Even before the pandemic kept us sheltering in place, I could forget that any regular, normal day, was not so ordinary. All night I rested, slept long and hard and awoke. To this day. To this moment.
I awake too many days taking for granted the moment of right now. We have so many descriptions of time. We talk about how it marches or it flies. We describe how it drags or runs away.
We want to seize time. We want to rustle it; be the boss of it. We watch it. We regret it. We chase it. We rebel against it.
I want to mark time as holy, as sacred. I want to worry less about what I do with my time and enjoy more the moments, one by one, I get to live with God.
Holy Spirit, come. Show me how you are in this moment. Right now. With me.
It can take stopping, pausing, recognizing our breathing, even–in, out–to see a hint of the miracle.
It can take looking–determined faith that if we search hard enough for God we will see Him; we will hear Him; we will know more of what it means to have Him.
For if we want Him; we have Him.
And in this moment, as I type these words. My eyes are not on the keyboard, but looking out, past plates of glass to see tiny sparkles flit about near the stone bench in our yard, little bugs dancing above water droplets on green grass.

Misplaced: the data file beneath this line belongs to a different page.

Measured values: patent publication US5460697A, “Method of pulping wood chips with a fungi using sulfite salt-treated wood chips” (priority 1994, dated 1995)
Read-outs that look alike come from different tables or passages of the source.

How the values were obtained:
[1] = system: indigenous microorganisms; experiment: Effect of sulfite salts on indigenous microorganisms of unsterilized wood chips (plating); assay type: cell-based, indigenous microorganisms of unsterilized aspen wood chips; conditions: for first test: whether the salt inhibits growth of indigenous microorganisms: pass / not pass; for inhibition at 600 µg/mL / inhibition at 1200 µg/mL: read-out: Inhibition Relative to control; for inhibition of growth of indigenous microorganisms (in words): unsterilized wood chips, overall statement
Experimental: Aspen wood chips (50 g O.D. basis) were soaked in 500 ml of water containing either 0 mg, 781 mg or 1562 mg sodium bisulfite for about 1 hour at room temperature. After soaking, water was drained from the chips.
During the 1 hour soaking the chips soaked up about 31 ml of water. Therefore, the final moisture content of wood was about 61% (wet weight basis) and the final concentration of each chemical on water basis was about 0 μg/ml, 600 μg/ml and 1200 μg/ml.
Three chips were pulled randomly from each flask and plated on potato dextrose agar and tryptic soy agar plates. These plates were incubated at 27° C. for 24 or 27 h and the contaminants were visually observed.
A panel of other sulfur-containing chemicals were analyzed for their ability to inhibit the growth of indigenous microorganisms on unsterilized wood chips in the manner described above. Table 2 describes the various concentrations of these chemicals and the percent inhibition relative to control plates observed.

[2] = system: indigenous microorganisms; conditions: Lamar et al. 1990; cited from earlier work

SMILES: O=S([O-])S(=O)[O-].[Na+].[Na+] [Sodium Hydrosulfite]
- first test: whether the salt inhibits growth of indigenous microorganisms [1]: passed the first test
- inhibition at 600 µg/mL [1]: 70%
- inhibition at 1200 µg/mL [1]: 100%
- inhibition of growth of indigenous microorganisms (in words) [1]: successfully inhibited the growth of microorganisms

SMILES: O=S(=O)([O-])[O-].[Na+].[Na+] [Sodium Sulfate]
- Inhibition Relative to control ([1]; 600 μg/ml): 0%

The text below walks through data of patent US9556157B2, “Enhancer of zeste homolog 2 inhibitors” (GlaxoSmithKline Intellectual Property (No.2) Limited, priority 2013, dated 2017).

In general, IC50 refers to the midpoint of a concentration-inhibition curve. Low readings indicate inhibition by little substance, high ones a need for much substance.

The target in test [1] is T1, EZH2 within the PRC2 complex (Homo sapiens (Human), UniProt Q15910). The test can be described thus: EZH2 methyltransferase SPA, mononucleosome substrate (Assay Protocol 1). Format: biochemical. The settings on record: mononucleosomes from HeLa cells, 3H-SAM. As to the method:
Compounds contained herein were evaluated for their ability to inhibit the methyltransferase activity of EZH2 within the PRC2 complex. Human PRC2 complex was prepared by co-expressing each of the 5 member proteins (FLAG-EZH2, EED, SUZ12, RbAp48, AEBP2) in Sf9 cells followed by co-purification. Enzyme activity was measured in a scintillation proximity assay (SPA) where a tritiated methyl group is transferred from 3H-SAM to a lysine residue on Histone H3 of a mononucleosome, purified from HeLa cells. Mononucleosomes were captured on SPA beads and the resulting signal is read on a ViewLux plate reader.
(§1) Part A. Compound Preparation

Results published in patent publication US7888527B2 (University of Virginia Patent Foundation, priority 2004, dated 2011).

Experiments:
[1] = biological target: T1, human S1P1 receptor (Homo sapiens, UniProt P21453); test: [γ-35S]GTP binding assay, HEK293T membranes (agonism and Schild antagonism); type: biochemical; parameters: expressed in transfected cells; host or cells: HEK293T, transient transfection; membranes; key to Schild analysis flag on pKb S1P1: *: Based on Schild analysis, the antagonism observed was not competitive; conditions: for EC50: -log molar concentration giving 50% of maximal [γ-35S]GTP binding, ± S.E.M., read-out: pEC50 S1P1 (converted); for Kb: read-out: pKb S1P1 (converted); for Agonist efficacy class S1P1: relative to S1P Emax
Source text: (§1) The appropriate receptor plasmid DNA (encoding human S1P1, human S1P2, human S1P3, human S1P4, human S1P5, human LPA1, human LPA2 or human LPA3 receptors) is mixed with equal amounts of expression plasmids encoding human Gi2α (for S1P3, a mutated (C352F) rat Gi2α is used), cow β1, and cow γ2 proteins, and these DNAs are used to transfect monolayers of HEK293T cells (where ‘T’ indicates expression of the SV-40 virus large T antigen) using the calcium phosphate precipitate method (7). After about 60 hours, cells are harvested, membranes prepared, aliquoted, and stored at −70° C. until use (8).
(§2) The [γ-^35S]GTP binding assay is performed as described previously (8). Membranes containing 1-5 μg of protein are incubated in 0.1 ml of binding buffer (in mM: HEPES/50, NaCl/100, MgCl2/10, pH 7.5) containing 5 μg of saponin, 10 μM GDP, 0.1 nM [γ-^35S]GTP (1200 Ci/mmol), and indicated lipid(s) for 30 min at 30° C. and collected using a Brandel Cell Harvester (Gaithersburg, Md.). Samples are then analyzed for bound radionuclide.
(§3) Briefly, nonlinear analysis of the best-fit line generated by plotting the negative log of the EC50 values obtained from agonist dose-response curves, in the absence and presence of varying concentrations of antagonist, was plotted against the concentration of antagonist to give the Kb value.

And I see, but I stop looking out, and I look in, my heart hungry to be filled.
Pull me in, Father. Pull us in, deeper still.
Will you join me in writing about the miracle of this day–or the mess of this day (both?)–this moment you are in right now? It doesn’t have to be pretty–and your mood doesn’t need to be upbeat. (See my poem, which describes my bad mood, below.)
Avoid saccharine. Rather, speak to the place where you are. The good and the hard. The frustrating and the wonderful. If the moment feels like a mess, show that. If the moment is stunning in its beauty and hope, relate that too.
Share your poem with us here, in the private Loop Poetry Project group, or in the comment section below. I can’t wait to read your mess and miracles, friends.
while I shelter in place
they are banging next door
with drills and hammers,
taking apart the house
a few feet from my own.
The noise unnerves me,
making me anxious,
I want to run away from everyone
as if I could
as if I could flee not just the cacophony next door
but all noise, your voice too.
I search for silence in the deep place
that usually settles me,
draws me toward calm in storm and
I can’t find it,
the drilling reverberating through me
and I fear all sound is too loud:
music and laughter,
outside concerts and children bouncing
basketballs and playing in the street.
I fear I’ve changed—your absence
filling me these two months and
I am less tolerant, less patient:
your face mask covering your
nose and mouth so only your eyes show.
Where is humanity in the absence of your smile?
Distressed heart—why is all noise a threat?
Has the sickness spread not wider but
deeper now, into the quiet place
that taught me you were my friend?